These exercises involved the Pacific and Northern Fleets, the strategic and front-line aviation, and troops of the Far Eastern Military District ranging from the Sea of Okhotsk to the Bering Sea and Sea of Japan. Adm. Viktor Kravchenko, chief of the General Staff of Russia's Navy, called them "unprecedented in the history of the Russian Navy in terms of scale, range of participants, and area."

Meanwhile, in an interview with the military news service Itar-Tass, Adm. Vladimir Kuroyedov, chief commander of the Russian Navy, underlined a shift in strategy connected with the coming "fourth-generation" of submarines, that are to rejuvenate the Russian undersea forces. "We won't build giant submarines any more," he said, pointing to the example of the planned delivery to the Navy, in 2006, of the first submarine of the new 935 Borei series. The Borei class will be fast, half the size of the Typhoon-class, and will carry 20 sea-launched ballistic missiles of a new type.

Opening Up Nuclear Pandora's Box

Most far-reaching, however, is the unleashing of a qualitatively new "nuclear arms race." On Aug. 12, the 50th anniversary of the first Soviet hydrogen bomb test, former Atom Minister and now scientific director of the Federal Nuclear Center Viktor Mikhailov told the daily Nezavisimaya Gazeta: "The development of new thermonuclear weapons is now going on in several countries, including the U.S.A. and Russia. The spectrum of such weaponry is extremely large.... Up to 1953, we were behind the Americans in the development of nuclear weapons; but starting 1953, and up to today, we are ahead of them." Mikhailov dropped a bombshell by pointing to some revolutionary areas of nuclear research, now being pursued in Russian laboratories, that have the potential to change the entire "geometry" of warfare.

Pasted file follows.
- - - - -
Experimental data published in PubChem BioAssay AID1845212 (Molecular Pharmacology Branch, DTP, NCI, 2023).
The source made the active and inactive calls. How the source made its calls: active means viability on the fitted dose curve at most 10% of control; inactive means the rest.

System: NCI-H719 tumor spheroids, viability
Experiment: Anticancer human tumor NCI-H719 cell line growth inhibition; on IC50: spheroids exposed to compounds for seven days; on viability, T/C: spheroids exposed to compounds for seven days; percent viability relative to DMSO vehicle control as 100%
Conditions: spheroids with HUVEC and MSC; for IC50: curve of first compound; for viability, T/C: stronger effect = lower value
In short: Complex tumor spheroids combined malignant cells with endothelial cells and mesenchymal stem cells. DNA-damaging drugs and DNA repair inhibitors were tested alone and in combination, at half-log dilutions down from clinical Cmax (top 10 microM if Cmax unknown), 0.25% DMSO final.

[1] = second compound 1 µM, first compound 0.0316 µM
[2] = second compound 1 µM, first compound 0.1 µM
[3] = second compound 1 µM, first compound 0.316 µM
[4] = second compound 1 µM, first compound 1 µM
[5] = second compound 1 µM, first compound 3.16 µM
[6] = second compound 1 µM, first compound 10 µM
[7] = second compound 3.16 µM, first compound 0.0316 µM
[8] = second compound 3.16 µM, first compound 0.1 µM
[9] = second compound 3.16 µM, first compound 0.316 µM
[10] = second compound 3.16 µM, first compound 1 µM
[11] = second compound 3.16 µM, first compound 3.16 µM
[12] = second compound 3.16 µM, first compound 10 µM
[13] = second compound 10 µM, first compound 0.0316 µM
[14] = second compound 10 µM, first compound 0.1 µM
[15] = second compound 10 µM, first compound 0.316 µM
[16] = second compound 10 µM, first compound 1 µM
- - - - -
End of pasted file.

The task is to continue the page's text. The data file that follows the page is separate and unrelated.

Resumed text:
Nuclear weapons existing up to now, are based on fission—the splitting of nuclei of heavy elements, which provides the energy source of the atomic bomb, now mostly used as the "detonator" for the much more powerful hydrogen bomb—or, on fusion of nuclei of light elements, the energy source of the hydrogen bomb. But during the cold war, scientists also examined many alternative nuclear processes, including some very exotic and "devilish" ones; however, none of these were developed into operational weapons. But now, thanks to Cheney, a nuclear "Pandora's Box" is being opened, with unforeseeable consequences, Mikhailov said. "I just want to emphasize, that nuclear energy does not only mean the energy of fission or fusion, but can be, for example, the energy of transition of the magnetic moment of certain nucleons (neutrons and protons)."